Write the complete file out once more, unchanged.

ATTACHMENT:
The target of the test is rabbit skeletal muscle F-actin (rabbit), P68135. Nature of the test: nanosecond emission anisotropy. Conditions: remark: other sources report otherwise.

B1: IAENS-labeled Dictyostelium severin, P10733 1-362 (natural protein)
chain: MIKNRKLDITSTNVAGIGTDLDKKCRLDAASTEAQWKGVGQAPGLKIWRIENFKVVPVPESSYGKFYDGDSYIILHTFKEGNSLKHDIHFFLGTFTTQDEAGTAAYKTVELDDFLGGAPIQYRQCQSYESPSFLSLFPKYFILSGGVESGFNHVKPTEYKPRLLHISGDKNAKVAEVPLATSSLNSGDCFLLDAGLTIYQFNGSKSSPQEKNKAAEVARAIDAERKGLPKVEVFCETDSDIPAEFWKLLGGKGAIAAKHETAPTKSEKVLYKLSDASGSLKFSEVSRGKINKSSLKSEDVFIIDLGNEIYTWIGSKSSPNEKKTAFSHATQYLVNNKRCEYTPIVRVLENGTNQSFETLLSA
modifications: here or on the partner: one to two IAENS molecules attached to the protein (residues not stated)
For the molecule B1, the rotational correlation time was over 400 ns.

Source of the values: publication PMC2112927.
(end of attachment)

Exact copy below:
The target of the test is rabbit skeletal muscle F-actin (rabbit), P68135. Nature of the test: nanosecond emission anisotropy. Conditions: remark: other sources report otherwise.

B1: IAENS-labeled Dictyostelium severin, P10733 1-362 (natural protein)
chain: MIKNRKLDITSTNVAGIGTDLDKKCRLDAASTEAQWKGVGQAPGLKIWRIENFKVVPVPESSYGKFYDGDSYIILHTFKEGNSLKHDIHFFLGTFTTQDEAGTAAYKTVELDDFLGGAPIQYRQCQSYESPSFLSLFPKYFILSGGVESGFNHVKPTEYKPRLLHISGDKNAKVAEVPLATSSLNSGDCFLLDAGLTIYQFNGSKSSPQEKNKAAEVARAIDAERKGLPKVEVFCETDSDIPAEFWKLLGGKGAIAAKHETAPTKSEKVLYKLSDASGSLKFSEVSRGKINKSSLKSEDVFIIDLGNEIYTWIGSKSSPNEKKTAFSHATQYLVNNKRCEYTPIVRVLENGTNQSFETLLSA
modifications: here or on the partner: one to two IAENS molecules attached to the protein (residues not stated)
For the molecule B1, the rotational correlation time was over 400 ns.

Source of the values: publication PMC2112927.